An Orange County-sponsored "freedom flight" carried at least 200 Soviet Jews from Budapest to Tel Aviv on Sunday.
"It's very exciting," said Chelle Friedman, director of community relations for the Jewish Federation of Orange County. "None of us will ever have to answer to our children if they ask: 'What did you do in 1990 when the Soviet Jews could get out?' "
The chartered plane was part of a yearlong exodus of Jews from the Soviet Union.
Under a sense of urgency that exit visas could be cut off at any time, the local community launched an intense campaign that raised $1.3 million since fall, Friedman said. "There is such chaos in the Soviet Union. It still is not a democracy, and governments can change rapidly."
Although war threatens the Middle East, Friedman said the new arrivals to Israel had positive attitudes and planned to settle in that country. "Most of them feel as though they are coming home," she said. "They know they will be free."
Despite \o7 glasnost\f7 , or cultural openness in the Soviet Union, anti-Semitism is at an all-time high, she said. "It's very blatant. When countries loosen up totalitarian regimes, people seem to feel they have the right to say terrible things about others. Jews are dragged into the streets, beaten, harassed and robbed.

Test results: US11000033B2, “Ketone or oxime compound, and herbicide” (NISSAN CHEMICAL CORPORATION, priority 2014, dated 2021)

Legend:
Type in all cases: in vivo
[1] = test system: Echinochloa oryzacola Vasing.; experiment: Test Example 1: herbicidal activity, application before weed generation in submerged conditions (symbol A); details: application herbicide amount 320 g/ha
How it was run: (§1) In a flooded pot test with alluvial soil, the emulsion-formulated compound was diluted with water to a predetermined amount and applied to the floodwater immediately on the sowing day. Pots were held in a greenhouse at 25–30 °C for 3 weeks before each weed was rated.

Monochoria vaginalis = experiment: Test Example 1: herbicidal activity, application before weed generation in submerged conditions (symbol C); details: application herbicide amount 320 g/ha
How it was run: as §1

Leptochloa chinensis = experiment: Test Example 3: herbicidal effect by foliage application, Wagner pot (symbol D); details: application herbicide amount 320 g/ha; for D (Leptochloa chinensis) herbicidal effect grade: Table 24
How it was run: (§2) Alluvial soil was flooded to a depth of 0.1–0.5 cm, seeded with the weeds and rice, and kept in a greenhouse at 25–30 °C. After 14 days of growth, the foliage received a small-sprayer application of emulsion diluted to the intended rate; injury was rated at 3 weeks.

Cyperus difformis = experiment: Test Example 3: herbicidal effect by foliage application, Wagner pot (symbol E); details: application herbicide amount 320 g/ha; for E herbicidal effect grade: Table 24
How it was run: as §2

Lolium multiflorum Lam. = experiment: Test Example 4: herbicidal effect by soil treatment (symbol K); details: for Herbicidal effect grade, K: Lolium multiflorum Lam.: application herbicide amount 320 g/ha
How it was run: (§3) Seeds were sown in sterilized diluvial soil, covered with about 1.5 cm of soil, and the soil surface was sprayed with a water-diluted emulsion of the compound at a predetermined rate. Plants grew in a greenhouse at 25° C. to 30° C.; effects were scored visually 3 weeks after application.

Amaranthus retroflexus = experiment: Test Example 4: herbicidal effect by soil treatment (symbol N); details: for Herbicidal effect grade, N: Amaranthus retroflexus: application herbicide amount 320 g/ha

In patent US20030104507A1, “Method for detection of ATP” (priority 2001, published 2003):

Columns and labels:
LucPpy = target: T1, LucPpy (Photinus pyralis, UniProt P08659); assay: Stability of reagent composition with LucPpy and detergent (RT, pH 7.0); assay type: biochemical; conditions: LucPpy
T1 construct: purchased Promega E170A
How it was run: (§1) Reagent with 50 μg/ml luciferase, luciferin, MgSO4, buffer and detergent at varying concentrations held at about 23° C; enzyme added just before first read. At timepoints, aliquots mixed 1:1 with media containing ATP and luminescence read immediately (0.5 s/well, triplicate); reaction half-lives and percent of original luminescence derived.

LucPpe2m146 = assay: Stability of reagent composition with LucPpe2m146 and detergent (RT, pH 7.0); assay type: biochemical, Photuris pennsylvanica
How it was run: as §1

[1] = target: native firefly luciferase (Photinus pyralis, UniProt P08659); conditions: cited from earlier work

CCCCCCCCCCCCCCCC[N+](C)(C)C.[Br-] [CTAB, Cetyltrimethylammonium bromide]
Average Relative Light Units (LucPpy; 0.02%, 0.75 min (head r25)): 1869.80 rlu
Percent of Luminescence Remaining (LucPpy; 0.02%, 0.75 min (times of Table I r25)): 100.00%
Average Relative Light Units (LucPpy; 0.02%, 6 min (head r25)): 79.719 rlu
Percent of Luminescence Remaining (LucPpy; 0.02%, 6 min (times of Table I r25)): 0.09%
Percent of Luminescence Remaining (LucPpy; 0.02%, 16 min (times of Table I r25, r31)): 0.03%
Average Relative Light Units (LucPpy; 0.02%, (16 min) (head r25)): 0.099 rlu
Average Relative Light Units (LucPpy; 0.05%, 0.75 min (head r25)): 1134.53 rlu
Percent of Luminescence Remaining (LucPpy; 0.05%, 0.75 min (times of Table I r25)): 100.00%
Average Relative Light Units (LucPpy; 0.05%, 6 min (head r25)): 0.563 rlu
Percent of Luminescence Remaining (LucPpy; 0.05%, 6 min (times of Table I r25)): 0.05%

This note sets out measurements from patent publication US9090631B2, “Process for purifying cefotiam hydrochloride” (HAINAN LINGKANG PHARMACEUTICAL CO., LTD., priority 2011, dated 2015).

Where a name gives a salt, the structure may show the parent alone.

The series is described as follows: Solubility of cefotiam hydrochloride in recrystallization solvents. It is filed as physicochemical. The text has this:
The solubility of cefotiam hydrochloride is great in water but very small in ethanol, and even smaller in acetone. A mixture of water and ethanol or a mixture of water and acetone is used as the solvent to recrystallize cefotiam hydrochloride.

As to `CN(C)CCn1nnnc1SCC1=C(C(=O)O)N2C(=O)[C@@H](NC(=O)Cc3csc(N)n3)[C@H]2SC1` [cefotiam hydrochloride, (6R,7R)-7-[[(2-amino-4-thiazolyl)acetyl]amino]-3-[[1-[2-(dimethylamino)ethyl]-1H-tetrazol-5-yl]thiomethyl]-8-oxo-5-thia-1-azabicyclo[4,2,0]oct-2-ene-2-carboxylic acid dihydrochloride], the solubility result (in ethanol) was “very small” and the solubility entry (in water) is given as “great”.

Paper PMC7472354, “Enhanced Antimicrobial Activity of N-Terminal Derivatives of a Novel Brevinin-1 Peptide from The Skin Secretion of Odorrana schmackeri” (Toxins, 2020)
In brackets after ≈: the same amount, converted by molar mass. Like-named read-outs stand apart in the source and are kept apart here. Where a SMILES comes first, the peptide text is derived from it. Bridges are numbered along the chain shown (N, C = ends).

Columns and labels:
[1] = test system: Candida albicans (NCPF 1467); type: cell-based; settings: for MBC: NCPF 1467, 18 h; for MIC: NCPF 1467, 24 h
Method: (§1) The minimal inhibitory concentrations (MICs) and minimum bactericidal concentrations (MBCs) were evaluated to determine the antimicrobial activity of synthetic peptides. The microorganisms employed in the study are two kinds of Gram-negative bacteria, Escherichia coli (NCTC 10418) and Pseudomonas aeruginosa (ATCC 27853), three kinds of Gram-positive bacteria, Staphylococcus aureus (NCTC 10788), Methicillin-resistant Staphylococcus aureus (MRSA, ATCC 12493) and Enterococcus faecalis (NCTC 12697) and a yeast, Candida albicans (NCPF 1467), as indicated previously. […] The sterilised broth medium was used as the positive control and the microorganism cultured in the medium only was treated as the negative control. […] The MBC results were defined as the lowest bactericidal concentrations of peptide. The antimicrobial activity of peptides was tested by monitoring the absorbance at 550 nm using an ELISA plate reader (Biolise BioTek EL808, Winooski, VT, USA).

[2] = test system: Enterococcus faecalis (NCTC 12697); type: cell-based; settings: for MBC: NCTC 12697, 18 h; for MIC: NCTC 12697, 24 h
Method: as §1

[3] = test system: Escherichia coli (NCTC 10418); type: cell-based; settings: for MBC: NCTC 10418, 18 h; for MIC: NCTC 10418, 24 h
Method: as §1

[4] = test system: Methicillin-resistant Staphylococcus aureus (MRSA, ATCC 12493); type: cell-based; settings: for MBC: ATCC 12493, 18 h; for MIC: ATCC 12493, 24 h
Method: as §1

"People who have met flights (in Israel) before say the people who come off the planes are both euphoric and very frightened," Friedman said. "They literally have packed their world in a suitcase."
The Orange County Jewish Federation sent Beverly Jacobs, from the Women's Division, to document the trip. She is expected to return within the next two days.
Further Orange County-sponsored flights will not contain seats for local representatives at the request of donors who want to reserve every seat for Soviet Jews.
"There are probably another 100,000 or more Soviet Jews still clamoring to leave for Israel," Friedman said.